By Jesse Drake, communications specialist, University Information Technology
The GIS team gathers, analyzes and displays different layers of spatial information visually, and translates it on the U’s various campus maps. From navigation in our vehicles to weather modeling to population dynamics on a global scale, GIS incorporates technologies related to GPS, satellite imagery and remote sensing.
The strategic decision to integrate University GIS into UIT is based on several factors. Quality Assurance (QA) Director Dan Thornley, who is currently serving a dual role as interim UGIS product manager, said that the demand for GIS services at the U has grown significantly since its inception.
“I look at GIS as Business Intelligence on steroids, because instead of simply collecting data, information and reports, it adds graphics to it and makes it very visible and understandable,” Thornley said.
In 2008, Facilities Management established a GIS team to collect and maintain utility-related spatial/geographic data about campus buildings. But as requests for university-wide GIS services grew, the burden on FM’s financial and staffing resources became unsustainable, leading to an agreement between key university stakeholders in the fall of 2018 to shift backend support for GIS to UIT.
“GIS is an IT field. It’s a very technical, engineering-based discipline, and it really belongs in a place like this with the resources to do any sort of integration with UIT systems,” said Brett Archuleta, GIS systems administrator/developer.
Moving technical components and housing GIS staff in UIT, Thornley said, takes advantage of the organization’s robust infrastructure, processes and support capabilities. UIT, Thornley added, is uniquely positioned to maximize the value and availability of existing GIS platforms, licenses and technology, and enable future expansion of GIS technologies on campus.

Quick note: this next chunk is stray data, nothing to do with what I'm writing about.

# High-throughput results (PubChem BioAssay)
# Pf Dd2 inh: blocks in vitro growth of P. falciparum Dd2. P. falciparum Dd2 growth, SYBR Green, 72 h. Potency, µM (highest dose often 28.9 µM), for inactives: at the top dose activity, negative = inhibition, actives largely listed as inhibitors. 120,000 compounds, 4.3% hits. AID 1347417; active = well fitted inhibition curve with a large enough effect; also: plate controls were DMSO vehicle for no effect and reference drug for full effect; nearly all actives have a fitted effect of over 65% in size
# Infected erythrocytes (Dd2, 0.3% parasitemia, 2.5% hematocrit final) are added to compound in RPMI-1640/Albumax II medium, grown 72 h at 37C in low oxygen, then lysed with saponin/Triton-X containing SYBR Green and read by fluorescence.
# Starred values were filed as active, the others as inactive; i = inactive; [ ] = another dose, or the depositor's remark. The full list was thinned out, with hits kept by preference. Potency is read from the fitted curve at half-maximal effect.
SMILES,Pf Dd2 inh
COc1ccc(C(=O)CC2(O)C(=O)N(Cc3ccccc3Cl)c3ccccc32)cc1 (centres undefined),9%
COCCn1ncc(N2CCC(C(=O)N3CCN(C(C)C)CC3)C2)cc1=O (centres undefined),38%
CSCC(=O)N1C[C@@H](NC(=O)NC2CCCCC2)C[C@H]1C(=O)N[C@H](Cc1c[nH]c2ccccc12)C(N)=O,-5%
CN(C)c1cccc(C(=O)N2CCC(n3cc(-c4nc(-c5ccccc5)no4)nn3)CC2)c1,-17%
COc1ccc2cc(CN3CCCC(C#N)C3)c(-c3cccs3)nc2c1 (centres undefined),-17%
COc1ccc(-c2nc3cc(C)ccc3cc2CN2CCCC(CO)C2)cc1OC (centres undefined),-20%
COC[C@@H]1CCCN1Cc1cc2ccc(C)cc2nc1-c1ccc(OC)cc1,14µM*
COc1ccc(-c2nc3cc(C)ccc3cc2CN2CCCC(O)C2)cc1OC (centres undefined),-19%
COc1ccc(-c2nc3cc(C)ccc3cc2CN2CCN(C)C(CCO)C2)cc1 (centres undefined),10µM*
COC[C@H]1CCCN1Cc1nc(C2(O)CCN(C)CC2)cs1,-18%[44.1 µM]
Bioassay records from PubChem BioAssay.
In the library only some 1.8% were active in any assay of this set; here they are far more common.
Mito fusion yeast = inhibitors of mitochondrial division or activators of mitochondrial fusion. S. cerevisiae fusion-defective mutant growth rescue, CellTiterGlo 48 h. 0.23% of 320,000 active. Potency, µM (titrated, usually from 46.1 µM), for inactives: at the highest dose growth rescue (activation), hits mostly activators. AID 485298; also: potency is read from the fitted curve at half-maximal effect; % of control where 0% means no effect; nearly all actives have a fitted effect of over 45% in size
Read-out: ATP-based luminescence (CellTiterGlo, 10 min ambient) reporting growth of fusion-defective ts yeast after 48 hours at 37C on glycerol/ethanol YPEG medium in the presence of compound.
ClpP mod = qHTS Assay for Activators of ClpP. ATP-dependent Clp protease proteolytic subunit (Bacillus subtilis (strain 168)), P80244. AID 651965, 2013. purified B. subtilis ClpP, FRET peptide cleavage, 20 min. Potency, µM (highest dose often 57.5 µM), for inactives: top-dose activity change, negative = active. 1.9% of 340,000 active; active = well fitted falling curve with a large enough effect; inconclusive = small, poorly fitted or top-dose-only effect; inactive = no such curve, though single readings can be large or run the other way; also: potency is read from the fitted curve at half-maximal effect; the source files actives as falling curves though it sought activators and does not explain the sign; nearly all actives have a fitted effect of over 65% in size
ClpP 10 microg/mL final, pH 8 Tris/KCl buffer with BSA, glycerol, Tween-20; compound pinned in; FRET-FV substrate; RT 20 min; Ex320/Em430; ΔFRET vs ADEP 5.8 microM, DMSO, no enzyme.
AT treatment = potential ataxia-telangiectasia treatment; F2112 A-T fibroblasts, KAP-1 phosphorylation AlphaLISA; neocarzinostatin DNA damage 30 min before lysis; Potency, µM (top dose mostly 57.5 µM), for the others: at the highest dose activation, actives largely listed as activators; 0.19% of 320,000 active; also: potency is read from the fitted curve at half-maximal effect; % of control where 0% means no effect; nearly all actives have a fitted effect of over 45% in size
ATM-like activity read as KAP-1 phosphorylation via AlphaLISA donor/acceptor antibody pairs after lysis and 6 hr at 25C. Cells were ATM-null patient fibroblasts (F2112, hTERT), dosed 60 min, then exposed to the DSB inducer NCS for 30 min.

Thornley is the chair of a UGIS subcommittee of the university’s Architecture and New Technology Committee (ANTC) that will review, prioritize and strategically guide GIS decision-making at the U. Membership is currently being filled under the direction of ANTC.
Cutting-edge projects like these, Thornley said, make GIS such an exciting field to work in.
“GIS has been around for many years, but it also has a long future ahead of it, especially in a higher education environment,” he said.
Archuleta added, “there’s always something changing on campus, always something going on that requires us to simulate it in a map application. It’s a dream for any sort of developer to have so many different features to home in on.” Here’s a look at some GIS projects and initiatives at the U.
Solving a longtime need, the latest iteration of the online campus map was created in 2014 in a partnership between University Marketing and Communications and the FM-GIS team. The campus map remains the U’s most utilized GIS application.
A collaboration between FM-GIS and UIT, this map features an overlay of network equipment on a campus map, allowing a quick health check of wireless connectivity. UGIS also maintains maps of distributed antenna systems and network fiber lines. These applications are not public-facing.
Working with the University Hospital, the FM-GIS team launched an interactive wayfinding application that allows users to pan and zoom into each building level, select features for more information, and view content for various clinics and departments.
The U’s GIS team works closely with FM staff to collect information about various campus assets that FM manages, using ArcGIS Online tools like vegetation mapping, plow zones, irrigation data and district mapping. The map above shows snow removal routes.
The green map was created through a partnership between the U’s Sustainability Resource Center and FM-GIS team. It highlights sustainability projects, installations and green infrastructure on campus.
FM-GIS leveraged ArcGIS Online tools to build a series of applications that give grounds crews location and health information for every tree on campus. The app was designed to highlight a handful of the many species and varieties of trees found on campus.